Post date: Apr 24, 2010 8:16:58 PM
The setting sun, the mountain passes, and the topography of mountain and valley, determined the course of the Indian trails -- the only highways known to the savages. The "war-path" was a term full of meaning. Bloody and senseless wars were the chief end in life of the most of them, and the trails from tribe to tribe usually meant "the war-path" -- the thin trails worn in the primeval rocks by the generations of painted braves on their bloody missions. These Indian trails directed the white man to the heart of the wilderness. They were the primitive roads pointing his course in his slow voyage from the Atlantic to the Pacific. The adventurous hunters would discover and first follow up these trails, and then tell the young immigrants of the wonders of the country they had seen. It was a hunter, that had looked upon Falling Springs and the surrounding beautiful land, who told young Chambers about it, and determined him to come here. By following the trail leading from about Harrisburg toward the Potomac, as directed by the hunter, the Chamberses were led to the spot that will ever be a monument to the memory of that illustrious family.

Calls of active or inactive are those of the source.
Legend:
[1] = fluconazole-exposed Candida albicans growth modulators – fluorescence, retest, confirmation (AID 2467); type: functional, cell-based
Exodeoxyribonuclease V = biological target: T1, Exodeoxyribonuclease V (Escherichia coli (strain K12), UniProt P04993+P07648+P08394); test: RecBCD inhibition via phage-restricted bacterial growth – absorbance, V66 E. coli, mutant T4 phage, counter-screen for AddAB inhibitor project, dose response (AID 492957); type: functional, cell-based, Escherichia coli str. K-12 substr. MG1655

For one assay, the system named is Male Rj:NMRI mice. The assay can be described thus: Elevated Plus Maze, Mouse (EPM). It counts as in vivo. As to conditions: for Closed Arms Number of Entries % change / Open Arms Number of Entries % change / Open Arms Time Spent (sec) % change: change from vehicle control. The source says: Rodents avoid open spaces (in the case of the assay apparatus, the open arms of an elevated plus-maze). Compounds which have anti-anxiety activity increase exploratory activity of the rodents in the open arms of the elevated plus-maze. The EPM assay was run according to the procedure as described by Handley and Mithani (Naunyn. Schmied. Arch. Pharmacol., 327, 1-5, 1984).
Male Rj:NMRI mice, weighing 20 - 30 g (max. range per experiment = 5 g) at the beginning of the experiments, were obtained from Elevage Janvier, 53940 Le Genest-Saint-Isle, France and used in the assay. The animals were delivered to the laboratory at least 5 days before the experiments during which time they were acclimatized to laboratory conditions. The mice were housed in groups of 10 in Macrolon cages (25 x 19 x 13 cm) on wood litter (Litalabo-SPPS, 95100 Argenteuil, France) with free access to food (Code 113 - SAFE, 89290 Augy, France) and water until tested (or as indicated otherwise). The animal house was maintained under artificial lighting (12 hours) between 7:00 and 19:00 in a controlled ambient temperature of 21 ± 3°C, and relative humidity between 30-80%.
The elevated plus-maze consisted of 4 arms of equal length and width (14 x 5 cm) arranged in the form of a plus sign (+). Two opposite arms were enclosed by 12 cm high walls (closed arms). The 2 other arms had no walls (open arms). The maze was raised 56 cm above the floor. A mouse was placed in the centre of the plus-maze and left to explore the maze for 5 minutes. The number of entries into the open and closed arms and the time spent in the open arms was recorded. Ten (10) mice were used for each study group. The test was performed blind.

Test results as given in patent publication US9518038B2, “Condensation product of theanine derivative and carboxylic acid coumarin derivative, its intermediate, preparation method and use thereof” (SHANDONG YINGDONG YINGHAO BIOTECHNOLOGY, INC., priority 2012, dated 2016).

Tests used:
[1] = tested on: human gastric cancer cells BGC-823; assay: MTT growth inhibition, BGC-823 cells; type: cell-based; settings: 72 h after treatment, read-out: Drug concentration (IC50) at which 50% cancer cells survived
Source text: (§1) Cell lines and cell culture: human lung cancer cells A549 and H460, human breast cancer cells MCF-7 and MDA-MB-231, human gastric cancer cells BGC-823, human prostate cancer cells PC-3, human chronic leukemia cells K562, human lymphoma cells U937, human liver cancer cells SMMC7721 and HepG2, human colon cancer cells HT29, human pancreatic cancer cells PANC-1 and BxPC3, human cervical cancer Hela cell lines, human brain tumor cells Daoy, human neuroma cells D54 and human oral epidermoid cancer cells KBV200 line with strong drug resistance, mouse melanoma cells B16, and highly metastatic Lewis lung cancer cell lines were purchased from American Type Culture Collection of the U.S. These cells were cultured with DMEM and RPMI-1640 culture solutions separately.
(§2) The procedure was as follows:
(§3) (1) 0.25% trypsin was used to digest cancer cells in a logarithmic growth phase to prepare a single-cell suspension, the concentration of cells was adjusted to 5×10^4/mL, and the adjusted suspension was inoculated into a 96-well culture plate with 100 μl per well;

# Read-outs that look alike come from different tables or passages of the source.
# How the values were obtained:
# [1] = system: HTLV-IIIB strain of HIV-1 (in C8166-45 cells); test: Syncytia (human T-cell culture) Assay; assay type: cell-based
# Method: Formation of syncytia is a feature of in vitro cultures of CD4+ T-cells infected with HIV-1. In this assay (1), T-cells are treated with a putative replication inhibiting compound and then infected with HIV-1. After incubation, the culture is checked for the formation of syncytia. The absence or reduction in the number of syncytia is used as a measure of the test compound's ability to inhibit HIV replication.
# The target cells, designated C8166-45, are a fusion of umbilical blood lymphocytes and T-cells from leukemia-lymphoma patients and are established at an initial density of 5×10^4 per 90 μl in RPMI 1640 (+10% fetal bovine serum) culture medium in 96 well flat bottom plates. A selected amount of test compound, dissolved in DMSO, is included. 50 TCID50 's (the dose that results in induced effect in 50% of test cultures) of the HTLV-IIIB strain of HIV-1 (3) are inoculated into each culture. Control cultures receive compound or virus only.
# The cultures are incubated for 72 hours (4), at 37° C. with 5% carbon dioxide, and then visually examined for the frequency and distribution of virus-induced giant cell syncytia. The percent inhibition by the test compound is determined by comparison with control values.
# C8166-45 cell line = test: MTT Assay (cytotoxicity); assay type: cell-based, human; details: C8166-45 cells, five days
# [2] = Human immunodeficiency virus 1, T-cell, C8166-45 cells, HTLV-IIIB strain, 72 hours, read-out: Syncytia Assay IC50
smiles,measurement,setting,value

In 1736 the first road was laid out in the Cumberland Valley. It would be most probably termed in these days a bridle road, that is, a road over which the trains of pack-horses could travel and carry, as they did, the articles of commerce of that day. In the year named, the courts of Lancaster appointed COLONEL CHAMBERS and five others, to view roads and survey important lines. In 1735 a road had been ordered to be made from Harris' Ferry toward the Potomac River, and COLONEL CHAMBERS and party surveyed the route and "blazed it out." This first road, strange as it seems now, met with considerable opposition "from a number of inhabitants on the west side of the Susquehanna." It was originally intended to extend only from Harris' Ferry to Letort Springs, (Carlisle).